A. System Architecture & Low-Level Control The Autonomous Control Environment (ACE) is an indoor test bed that through a central database networks a Vicon motion capture system and unmanned vehicles with high level controllers and graphical user interfaces (GUI). A detailed description can be found in Ref. 6. The Vicon system measures position and attitude in real time by detecting reflections off of small markers affixed to the vehicles. Low-level controllers receive vehicle state measurements from the Vicon system as well as waypoints and commands from the database. High-level controllers and GUIs can access the same Vicon state information and use it to update waypoints and commands in the database. In this manner the low-level control system has been separated from high-level algorithms. Any computer can connect to the database to issue commands and waypoints to the low-level controller.

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ARCLab currently flies Esky LAMA V4 helicopters, as seen in Fig. 1. In the past we have also used LAMA V3 and Co-Comanche helicopters, and the techniques below were originally developed for the latter. These are all inexpensive, coaxial, 4-channel, 7.2 MHz or 2.4 GHz, radio-controlled (RC) helicopters. The LAMA V4 weighs approximately 230 g, is 408 mm long, and can fly for about 7 minutes on a 7.4 V 800 mAh Li-polymer battery. The low-level controller interfaces with the RC helicopters through a serial port and a commercially available Esky RC helicopter hand-held transmitter. The transmitters have been rewired so that the joysticks are bypassed; instead of the joysticks setting a voltage in the controller, the serial port Figure 1. Esky LAMA V4 Helicopter. An Esky sets the same voltage directly. This rewiring has been done LAMA V4 helicopter used in the ARCLab. Note on all four channels, so the computer can issue pitch, roll, the attached reflective markers tracked by the yaw, and thrust commands without the help of a human Vicon camera system. operators thumbs. The radio communication between the transmitters and the helicopters has not been altered. As we mentioned earlier, the low-level algorithm uses a classical PID controller. For each channel i, corresponding to roll, pitch, yaw, and thrust, the control voltage is calculated as:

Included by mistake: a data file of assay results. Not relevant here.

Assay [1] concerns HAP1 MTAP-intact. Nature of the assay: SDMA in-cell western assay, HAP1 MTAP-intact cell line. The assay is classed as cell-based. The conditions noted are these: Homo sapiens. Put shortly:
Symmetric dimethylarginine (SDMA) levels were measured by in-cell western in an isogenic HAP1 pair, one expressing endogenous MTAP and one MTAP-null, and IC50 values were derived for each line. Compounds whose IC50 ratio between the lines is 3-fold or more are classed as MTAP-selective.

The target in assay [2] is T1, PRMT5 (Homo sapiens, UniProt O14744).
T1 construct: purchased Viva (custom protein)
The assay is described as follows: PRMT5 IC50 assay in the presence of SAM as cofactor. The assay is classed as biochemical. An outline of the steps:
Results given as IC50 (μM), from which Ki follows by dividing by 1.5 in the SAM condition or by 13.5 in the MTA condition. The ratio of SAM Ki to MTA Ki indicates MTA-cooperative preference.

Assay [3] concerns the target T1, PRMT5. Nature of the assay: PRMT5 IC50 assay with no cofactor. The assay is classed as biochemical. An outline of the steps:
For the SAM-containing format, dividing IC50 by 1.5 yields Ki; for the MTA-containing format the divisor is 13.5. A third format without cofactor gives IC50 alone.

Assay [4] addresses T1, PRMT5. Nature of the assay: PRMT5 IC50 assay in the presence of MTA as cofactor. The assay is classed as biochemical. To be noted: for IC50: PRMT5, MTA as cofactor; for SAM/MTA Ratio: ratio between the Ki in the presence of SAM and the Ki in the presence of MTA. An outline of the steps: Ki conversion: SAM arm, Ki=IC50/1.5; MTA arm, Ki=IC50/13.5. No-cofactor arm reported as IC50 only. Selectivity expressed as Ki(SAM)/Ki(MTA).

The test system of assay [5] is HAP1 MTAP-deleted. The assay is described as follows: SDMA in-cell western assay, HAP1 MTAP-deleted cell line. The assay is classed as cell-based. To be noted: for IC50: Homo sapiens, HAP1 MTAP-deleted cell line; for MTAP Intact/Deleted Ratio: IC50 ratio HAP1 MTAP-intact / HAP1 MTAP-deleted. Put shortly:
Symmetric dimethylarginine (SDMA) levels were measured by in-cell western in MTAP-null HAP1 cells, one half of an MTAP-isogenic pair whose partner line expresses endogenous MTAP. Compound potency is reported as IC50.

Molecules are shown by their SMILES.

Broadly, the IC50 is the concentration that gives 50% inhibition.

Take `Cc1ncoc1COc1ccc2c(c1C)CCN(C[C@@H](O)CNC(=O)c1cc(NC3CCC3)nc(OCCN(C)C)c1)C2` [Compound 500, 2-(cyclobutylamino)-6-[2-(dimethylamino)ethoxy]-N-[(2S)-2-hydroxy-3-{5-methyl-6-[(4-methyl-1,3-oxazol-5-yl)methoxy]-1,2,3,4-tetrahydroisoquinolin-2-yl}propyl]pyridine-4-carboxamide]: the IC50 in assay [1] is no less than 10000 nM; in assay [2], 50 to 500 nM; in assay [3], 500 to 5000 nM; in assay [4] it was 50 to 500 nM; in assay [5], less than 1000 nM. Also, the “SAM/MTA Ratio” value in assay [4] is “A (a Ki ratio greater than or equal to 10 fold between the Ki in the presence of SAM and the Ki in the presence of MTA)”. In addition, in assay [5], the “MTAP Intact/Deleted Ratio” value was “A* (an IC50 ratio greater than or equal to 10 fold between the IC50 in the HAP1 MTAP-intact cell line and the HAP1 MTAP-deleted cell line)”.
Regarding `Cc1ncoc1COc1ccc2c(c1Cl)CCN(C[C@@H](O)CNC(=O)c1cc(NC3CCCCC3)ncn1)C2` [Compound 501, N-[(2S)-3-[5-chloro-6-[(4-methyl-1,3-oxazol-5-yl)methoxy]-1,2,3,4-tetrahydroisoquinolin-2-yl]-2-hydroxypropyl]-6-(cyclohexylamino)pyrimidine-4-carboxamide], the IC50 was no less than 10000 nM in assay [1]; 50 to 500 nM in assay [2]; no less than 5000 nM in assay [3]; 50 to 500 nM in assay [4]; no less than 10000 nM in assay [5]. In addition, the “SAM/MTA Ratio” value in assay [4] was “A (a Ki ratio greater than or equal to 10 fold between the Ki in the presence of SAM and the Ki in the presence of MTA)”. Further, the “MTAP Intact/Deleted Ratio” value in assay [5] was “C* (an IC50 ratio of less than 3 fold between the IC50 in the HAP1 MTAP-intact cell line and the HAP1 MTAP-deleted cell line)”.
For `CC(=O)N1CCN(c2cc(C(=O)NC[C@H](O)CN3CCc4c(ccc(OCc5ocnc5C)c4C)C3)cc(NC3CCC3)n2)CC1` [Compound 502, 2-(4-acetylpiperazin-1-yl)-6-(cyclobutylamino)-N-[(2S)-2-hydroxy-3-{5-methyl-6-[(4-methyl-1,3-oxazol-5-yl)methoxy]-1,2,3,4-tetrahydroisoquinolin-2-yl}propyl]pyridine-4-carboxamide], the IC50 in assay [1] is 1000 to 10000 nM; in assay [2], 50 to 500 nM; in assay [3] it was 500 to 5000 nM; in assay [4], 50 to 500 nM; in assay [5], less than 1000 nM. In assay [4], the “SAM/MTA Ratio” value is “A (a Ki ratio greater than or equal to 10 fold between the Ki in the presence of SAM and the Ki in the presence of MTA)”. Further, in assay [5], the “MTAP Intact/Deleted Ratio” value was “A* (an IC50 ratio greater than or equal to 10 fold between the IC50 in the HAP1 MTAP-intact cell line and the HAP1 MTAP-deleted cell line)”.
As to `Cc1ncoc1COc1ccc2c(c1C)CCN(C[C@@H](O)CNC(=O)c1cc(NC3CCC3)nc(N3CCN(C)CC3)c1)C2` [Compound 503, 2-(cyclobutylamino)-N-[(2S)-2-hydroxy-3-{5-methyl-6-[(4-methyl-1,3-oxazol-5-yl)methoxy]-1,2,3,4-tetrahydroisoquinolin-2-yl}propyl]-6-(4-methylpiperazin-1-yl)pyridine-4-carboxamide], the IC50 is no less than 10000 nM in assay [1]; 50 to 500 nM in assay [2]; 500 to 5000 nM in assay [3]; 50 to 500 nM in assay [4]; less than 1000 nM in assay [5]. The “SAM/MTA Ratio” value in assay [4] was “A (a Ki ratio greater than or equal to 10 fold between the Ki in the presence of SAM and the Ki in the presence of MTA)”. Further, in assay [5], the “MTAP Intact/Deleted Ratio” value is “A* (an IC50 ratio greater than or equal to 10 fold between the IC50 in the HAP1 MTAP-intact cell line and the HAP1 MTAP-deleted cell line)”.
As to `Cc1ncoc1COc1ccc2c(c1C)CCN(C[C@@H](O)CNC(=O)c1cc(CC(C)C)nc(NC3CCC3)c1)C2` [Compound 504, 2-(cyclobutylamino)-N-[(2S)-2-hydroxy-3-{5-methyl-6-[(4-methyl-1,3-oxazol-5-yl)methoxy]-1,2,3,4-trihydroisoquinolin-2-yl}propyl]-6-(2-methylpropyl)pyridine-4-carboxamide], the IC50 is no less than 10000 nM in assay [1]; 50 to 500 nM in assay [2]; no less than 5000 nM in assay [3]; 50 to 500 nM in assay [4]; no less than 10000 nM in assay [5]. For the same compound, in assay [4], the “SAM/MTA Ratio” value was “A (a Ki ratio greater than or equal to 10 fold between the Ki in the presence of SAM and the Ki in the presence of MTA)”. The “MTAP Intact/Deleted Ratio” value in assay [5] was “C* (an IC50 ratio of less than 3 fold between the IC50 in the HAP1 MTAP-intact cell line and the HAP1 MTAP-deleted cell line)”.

Vi (t ) = kiP ei (t ) + kiD

dei + kiI ei dt + V0i dt


where Vi(t) is the voltage set in the transmitter on channel i, ei(t) is the position error in the reference frame, and the k values are gains that depend on the channel and are scheduled based on the helicopters position error. V0i is reference voltage for trimmed flight. The voltages on each channel range from 0 V to 5 V with a resolution of 0.1 V. The k and V0i values have been manually tuned and in Section III we will describe techniques to try to calculate them from the model. B. Data Collection Before beginning this system identification project, our low-level controller already generated logs during every flight. The log recorded the 3-dimensional position and attitude, control inputs on all four channels, and waypoints for each aircraft at a user-specified time interval. Additionally, our controller could keep a helicopter hovering with a mean position within 5 cm of a desired waypoint and could stably move between waypoints. We designed our data collection to take advantage of these pre-existing capabilities. We conducted experiments where, using a GUI connected to the database as described earlier, we commanded the helicopter to hover at various waypoints for roughly 10s each. The controller would generate a flight log in spreadsheet format. In this manner we collected flight data from more than 20 hovering events spanning several flights of multiple helicopters at different altitudes. For this project we focused exclusively on hovering, but using the same techniques we could consider other phases of flight.